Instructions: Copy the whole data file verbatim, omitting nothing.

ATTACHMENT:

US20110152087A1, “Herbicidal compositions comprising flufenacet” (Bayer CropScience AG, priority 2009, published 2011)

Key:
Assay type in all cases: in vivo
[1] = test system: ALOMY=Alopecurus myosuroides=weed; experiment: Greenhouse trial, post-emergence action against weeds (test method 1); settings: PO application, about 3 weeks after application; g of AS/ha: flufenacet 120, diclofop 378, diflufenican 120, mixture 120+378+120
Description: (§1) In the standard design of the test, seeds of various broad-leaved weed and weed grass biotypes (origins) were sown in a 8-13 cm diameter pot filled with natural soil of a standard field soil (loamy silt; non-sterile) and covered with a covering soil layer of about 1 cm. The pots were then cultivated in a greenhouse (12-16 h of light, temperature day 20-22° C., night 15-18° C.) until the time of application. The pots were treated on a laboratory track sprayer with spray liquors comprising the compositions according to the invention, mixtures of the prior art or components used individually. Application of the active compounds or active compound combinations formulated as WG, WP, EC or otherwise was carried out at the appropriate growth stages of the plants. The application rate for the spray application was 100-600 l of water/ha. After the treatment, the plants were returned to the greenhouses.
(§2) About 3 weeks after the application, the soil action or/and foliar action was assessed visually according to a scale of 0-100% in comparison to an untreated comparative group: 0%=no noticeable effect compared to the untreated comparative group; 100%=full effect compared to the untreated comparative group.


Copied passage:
US20110152087A1, “Herbicidal compositions comprising flufenacet” (Bayer CropScience AG, priority 2009, published 2011)

Key:
Assay type in all cases: in vivo
[1] = test system: ALOMY=Alopecurus myosuroides=weed; experiment: Greenhouse trial, post-emergence action against weeds (test method 1); settings: PO application, about 3 weeks after application; g of AS/ha: flufenacet 120, diclofop 378, diflufenican 120, mixture 120+378+120
Description: (§1) In the standard design of the test, seeds of various broad-leaved weed and weed grass biotypes (origins) were sown in a 8-13 cm diameter pot filled with natural soil of a standard field soil (loamy silt; non-sterile) and covered with a covering soil layer of about 1 cm. The pots were then cultivated in a greenhouse (12-16 h of light, temperature day 20-22° C., night 15-18° C.) until the time of application. The pots were treated on a laboratory track sprayer with spray liquors comprising the compositions according to the invention, mixtures of the prior art or components used individually. Application of the active compounds or active compound combinations formulated as WG, WP, EC or otherwise was carried out at the appropriate growth stages of the plants. The application rate for the spray application was 100-600 l of water/ha. After the treatment, the plants were returned to the greenhouses.
(§2) About 3 weeks after the application, the soil action or/and foliar action was assessed visually according to a scale of 0-100% in comparison to an untreated comparative group: 0%=no noticeable effect compared to the untreated comparative group; 100%=full effect compared to the untreated comparative group.